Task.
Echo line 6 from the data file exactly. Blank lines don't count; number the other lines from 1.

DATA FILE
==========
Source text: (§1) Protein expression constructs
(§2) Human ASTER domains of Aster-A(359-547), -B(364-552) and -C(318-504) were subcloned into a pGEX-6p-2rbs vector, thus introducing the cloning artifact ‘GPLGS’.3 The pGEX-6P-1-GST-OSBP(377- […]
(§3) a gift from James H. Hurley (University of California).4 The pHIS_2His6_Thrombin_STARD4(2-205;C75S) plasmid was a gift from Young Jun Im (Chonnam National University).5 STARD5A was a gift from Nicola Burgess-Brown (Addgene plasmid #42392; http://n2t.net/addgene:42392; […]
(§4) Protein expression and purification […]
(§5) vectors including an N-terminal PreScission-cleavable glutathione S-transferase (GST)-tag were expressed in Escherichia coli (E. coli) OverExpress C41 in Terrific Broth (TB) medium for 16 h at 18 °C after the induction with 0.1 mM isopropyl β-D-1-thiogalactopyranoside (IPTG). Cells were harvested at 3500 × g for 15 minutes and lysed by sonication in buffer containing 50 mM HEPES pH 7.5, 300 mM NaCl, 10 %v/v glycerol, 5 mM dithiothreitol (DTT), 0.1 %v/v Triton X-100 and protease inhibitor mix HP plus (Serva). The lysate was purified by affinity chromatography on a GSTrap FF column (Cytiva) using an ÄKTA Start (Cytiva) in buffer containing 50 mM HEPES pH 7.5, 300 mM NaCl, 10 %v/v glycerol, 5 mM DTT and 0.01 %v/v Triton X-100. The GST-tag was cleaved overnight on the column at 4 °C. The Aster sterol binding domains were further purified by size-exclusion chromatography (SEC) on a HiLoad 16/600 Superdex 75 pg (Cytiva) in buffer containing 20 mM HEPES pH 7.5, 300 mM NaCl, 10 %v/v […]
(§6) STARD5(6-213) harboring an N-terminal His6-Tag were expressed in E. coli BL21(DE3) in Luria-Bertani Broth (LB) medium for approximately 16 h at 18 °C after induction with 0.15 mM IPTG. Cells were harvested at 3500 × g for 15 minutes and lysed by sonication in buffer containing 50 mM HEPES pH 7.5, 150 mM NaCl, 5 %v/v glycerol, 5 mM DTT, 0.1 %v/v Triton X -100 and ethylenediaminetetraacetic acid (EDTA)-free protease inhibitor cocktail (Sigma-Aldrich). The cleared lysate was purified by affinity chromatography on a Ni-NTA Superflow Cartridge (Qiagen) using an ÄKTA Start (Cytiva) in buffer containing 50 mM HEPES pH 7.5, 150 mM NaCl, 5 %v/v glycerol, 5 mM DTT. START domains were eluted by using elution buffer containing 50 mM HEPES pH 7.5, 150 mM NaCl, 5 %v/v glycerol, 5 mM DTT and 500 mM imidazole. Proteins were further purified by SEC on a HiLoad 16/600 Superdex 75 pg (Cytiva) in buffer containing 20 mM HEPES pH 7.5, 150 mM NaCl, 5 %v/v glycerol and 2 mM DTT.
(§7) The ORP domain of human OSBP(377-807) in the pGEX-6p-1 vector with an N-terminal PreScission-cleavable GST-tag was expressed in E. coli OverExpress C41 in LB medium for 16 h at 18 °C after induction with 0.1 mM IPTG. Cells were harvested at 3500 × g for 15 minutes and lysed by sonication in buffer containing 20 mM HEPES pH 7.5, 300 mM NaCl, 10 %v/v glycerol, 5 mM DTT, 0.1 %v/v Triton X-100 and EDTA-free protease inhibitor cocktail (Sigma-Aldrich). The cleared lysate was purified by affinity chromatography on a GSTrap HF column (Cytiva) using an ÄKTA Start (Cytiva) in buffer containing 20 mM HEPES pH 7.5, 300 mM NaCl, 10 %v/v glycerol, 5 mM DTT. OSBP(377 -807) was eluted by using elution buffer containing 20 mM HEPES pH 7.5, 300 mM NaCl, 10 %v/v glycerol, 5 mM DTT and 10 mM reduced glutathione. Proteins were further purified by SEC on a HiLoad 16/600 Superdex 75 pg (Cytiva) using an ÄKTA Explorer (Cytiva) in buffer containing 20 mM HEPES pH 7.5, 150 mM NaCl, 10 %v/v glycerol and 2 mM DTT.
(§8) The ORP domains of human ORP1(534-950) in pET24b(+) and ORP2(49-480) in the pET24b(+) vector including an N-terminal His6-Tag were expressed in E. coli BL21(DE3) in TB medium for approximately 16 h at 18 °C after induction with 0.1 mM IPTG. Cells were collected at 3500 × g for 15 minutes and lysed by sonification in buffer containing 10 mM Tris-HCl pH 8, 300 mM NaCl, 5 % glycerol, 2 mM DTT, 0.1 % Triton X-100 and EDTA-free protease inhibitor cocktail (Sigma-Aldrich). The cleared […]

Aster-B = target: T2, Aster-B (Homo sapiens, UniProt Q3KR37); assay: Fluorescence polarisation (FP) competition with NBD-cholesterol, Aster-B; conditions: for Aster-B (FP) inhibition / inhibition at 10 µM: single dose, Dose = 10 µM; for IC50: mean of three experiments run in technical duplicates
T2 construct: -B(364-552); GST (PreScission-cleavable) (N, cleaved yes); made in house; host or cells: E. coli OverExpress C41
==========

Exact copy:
(§6) STARD5(6-213) harboring an N-terminal His6-Tag were expressed in E. coli BL21(DE3) in Luria-Bertani Broth (LB) medium for approximately 16 h at 18 °C after induction with 0.15 mM IPTG. Cells were harvested at 3500 × g for 15 minutes and lysed by sonication in buffer containing 50 mM HEPES pH 7.5, 150 mM NaCl, 5 %v/v glycerol, 5 mM DTT, 0.1 %v/v Triton X -100 and ethylenediaminetetraacetic acid (EDTA)-free protease inhibitor cocktail (Sigma-Aldrich). The cleared lysate was purified by affinity chromatography on a Ni-NTA Superflow Cartridge (Qiagen) using an ÄKTA Start (Cytiva) in buffer containing 50 mM HEPES pH 7.5, 150 mM NaCl, 5 %v/v glycerol, 5 mM DTT. START domains were eluted by using elution buffer containing 50 mM HEPES pH 7.5, 150 mM NaCl, 5 %v/v glycerol, 5 mM DTT and 500 mM imidazole. Proteins were further purified by SEC on a HiLoad 16/600 Superdex 75 pg (Cytiva) in buffer containing 20 mM HEPES pH 7.5, 150 mM NaCl, 5 %v/v glycerol and 2 mM DTT.